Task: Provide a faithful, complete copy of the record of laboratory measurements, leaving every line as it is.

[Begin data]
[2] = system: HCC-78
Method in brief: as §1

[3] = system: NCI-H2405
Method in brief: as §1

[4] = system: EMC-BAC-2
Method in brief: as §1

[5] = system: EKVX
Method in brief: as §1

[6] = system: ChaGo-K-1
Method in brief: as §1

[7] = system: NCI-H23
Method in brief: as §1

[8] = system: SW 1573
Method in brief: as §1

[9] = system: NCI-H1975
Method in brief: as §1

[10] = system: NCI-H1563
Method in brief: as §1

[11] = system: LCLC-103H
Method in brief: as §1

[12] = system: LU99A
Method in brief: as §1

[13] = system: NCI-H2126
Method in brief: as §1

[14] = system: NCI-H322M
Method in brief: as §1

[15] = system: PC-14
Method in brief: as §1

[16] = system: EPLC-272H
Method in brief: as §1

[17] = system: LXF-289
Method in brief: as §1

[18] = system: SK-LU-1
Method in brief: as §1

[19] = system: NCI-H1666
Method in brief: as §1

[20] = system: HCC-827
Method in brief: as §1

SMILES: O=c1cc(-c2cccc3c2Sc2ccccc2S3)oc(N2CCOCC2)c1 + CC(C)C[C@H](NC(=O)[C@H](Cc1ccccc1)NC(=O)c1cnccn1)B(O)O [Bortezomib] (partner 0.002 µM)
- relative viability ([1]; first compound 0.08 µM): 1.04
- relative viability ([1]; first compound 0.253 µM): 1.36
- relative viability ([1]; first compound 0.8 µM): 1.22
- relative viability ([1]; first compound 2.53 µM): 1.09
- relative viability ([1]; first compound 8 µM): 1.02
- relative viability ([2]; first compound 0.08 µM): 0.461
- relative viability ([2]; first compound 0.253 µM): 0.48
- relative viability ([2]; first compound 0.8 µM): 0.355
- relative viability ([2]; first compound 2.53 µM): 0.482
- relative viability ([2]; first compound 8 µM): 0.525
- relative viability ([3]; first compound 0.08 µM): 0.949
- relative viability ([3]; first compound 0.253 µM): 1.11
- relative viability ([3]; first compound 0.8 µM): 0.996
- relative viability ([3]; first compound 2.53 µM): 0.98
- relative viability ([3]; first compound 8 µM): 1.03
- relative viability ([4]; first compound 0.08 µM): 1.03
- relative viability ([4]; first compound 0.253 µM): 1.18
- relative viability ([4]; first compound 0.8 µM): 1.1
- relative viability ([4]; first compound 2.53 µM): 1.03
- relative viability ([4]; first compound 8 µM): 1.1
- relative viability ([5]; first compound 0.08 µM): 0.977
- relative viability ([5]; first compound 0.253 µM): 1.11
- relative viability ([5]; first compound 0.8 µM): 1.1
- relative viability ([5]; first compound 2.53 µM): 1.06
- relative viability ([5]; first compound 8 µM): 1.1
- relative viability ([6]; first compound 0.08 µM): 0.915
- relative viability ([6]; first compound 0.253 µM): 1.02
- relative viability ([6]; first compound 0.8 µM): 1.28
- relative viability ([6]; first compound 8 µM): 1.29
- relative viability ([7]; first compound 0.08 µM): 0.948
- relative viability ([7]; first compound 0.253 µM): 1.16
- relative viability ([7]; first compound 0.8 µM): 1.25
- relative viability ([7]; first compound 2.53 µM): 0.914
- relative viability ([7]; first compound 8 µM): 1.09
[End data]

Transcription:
[2] = system: HCC-78
Method in brief: as §1

[3] = system: NCI-H2405
Method in brief: as §1

[4] = system: EMC-BAC-2
Method in brief: as §1

[5] = system: EKVX
Method in brief: as §1

[6] = system: ChaGo-K-1
Method in brief: as §1

[7] = system: NCI-H23
Method in brief: as §1

[8] = system: SW 1573
Method in brief: as §1

[9] = system: NCI-H1975
Method in brief: as §1

[10] = system: NCI-H1563
Method in brief: as §1

[11] = system: LCLC-103H
Method in brief: as §1

[12] = system: LU99A
Method in brief: as §1

[13] = system: NCI-H2126
Method in brief: as §1

[14] = system: NCI-H322M
Method in brief: as §1

[15] = system: PC-14
Method in brief: as §1

[16] = system: EPLC-272H
Method in brief: as §1

[17] = system: LXF-289
Method in brief: as §1

[18] = system: SK-LU-1
Method in brief: as §1

[19] = system: NCI-H1666
Method in brief: as §1

[20] = system: HCC-827
Method in brief: as §1

SMILES: O=c1cc(-c2cccc3c2Sc2ccccc2S3)oc(N2CCOCC2)c1 + CC(C)C[C@H](NC(=O)[C@H](Cc1ccccc1)NC(=O)c1cnccn1)B(O)O [Bortezomib] (partner 0.002 µM)
- relative viability ([1]; first compound 0.08 µM): 1.04
- relative viability ([1]; first compound 0.253 µM): 1.36
- relative viability ([1]; first compound 0.8 µM): 1.22
- relative viability ([1]; first compound 2.53 µM): 1.09
- relative viability ([1]; first compound 8 µM): 1.02
- relative viability ([2]; first compound 0.08 µM): 0.461
- relative viability ([2]; first compound 0.253 µM): 0.48
- relative viability ([2]; first compound 0.8 µM): 0.355
- relative viability ([2]; first compound 2.53 µM): 0.482
- relative viability ([2]; first compound 8 µM): 0.525
- relative viability ([3]; first compound 0.08 µM): 0.949
- relative viability ([3]; first compound 0.253 µM): 1.11
- relative viability ([3]; first compound 0.8 µM): 0.996
- relative viability ([3]; first compound 2.53 µM): 0.98
- relative viability ([3]; first compound 8 µM): 1.03
- relative viability ([4]; first compound 0.08 µM): 1.03
- relative viability ([4]; first compound 0.253 µM): 1.18
- relative viability ([4]; first compound 0.8 µM): 1.1
- relative viability ([4]; first compound 2.53 µM): 1.03
- relative viability ([4]; first compound 8 µM): 1.1
- relative viability ([5]; first compound 0.08 µM): 0.977
- relative viability ([5]; first compound 0.253 µM): 1.11
- relative viability ([5]; first compound 0.8 µM): 1.1
- relative viability ([5]; first compound 2.53 µM): 1.06
- relative viability ([5]; first compound 8 µM): 1.1
- relative viability ([6]; first compound 0.08 µM): 0.915
- relative viability ([6]; first compound 0.253 µM): 1.02
- relative viability ([6]; first compound 0.8 µM): 1.28
- relative viability ([6]; first compound 8 µM): 1.29
- relative viability ([7]; first compound 0.08 µM): 0.948
- relative viability ([7]; first compound 0.253 µM): 1.16
- relative viability ([7]; first compound 0.8 µM): 1.25
- relative viability ([7]; first compound 2.53 µM): 0.914
- relative viability ([7]; first compound 8 µM): 1.09